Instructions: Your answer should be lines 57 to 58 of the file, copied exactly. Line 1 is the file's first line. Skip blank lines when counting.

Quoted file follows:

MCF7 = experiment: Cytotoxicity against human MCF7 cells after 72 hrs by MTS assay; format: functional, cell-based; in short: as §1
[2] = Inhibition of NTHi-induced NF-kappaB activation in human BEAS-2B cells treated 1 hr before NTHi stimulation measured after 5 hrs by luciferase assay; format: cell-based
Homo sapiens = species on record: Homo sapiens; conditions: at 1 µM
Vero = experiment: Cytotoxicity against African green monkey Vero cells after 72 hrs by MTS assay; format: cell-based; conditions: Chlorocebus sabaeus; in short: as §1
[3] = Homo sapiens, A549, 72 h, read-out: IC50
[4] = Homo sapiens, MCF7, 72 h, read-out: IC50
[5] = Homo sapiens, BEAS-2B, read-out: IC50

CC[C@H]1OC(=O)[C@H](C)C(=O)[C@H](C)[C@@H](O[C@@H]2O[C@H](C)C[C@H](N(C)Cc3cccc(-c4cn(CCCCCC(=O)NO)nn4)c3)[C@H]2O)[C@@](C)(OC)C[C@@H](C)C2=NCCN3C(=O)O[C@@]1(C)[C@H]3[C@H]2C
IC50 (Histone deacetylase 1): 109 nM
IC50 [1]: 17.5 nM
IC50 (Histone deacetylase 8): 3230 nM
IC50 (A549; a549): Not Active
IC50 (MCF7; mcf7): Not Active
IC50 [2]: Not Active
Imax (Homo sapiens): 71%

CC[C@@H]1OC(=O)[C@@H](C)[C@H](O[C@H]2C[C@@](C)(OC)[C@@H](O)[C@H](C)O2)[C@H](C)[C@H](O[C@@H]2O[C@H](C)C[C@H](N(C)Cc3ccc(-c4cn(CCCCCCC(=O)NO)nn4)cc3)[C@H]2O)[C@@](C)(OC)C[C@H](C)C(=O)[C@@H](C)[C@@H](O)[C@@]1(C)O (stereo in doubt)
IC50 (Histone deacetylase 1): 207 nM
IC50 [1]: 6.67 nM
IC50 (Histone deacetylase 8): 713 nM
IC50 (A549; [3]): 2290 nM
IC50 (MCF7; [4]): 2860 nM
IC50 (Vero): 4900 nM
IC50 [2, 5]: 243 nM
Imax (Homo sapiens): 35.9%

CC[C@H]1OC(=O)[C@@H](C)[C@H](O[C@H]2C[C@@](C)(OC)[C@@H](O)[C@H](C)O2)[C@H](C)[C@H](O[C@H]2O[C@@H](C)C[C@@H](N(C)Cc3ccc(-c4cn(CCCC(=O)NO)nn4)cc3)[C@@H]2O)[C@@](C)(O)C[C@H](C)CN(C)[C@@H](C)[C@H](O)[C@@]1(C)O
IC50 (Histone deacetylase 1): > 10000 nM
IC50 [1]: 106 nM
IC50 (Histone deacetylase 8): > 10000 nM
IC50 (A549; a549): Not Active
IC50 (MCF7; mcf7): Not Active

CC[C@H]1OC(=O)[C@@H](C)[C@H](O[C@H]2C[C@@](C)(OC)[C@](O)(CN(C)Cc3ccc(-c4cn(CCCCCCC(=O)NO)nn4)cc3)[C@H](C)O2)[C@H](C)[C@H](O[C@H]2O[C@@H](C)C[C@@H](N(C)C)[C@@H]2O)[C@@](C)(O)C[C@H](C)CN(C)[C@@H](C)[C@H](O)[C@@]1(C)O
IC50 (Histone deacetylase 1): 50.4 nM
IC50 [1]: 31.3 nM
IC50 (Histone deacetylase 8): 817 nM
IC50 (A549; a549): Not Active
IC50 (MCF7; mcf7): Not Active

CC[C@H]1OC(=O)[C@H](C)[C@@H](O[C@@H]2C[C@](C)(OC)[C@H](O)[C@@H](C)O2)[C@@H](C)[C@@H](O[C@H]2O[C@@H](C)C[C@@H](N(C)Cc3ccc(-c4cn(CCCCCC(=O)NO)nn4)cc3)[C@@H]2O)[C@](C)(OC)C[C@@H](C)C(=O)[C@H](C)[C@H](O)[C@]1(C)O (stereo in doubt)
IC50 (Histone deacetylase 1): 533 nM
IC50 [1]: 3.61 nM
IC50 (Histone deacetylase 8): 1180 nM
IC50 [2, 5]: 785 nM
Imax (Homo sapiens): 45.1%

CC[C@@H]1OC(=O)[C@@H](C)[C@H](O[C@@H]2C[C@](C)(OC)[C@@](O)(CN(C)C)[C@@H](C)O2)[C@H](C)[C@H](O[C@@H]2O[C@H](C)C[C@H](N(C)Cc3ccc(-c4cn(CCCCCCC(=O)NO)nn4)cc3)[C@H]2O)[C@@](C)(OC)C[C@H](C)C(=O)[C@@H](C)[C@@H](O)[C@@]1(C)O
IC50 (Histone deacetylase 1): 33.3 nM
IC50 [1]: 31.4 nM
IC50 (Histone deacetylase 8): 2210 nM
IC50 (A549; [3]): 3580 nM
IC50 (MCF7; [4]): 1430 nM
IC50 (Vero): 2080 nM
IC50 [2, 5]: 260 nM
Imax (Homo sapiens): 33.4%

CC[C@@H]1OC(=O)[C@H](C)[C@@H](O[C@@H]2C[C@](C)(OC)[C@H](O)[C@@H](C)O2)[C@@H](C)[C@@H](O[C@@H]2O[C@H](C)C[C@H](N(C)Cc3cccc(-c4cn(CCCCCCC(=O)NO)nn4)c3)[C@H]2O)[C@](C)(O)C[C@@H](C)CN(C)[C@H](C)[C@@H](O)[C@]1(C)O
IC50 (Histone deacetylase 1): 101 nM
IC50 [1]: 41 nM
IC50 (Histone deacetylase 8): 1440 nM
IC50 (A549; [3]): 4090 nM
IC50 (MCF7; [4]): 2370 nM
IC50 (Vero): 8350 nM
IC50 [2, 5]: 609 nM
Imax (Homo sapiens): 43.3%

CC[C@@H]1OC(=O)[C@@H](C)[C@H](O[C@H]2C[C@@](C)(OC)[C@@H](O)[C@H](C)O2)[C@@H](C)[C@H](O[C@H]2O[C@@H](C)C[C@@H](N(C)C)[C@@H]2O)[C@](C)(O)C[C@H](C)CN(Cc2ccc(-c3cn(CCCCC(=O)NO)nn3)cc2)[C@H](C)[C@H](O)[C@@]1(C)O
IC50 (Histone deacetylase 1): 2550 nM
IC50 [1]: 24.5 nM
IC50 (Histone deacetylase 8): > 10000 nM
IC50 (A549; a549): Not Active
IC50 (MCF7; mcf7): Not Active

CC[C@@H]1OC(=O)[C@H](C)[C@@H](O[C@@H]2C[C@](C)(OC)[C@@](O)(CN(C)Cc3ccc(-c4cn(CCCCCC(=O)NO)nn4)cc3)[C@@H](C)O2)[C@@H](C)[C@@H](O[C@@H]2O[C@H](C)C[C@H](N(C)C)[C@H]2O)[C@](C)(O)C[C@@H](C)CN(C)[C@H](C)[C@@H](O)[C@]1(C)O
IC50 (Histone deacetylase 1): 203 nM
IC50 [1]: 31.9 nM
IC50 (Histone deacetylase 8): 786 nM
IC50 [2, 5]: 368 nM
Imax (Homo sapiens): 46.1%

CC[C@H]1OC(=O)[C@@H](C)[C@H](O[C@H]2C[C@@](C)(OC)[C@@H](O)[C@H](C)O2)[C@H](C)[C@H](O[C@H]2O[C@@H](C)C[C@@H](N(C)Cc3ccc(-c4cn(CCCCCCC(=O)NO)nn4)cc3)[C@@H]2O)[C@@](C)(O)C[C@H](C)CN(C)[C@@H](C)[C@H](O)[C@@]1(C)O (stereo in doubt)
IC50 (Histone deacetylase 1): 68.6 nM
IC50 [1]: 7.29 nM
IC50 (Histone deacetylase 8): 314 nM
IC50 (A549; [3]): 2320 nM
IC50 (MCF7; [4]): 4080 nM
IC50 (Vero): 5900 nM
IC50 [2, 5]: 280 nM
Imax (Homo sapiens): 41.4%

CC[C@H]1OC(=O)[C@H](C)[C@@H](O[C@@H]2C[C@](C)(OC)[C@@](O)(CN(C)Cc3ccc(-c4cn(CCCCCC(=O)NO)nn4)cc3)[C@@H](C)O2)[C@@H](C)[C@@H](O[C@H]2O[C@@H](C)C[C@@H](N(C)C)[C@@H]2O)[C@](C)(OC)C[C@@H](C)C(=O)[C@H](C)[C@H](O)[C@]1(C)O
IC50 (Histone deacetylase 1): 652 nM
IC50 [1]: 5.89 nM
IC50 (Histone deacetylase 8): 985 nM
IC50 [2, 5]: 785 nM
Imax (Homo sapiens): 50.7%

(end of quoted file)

IC50 (MCF7; [4]): 2370 nM
IC50 (Vero): 8350 nM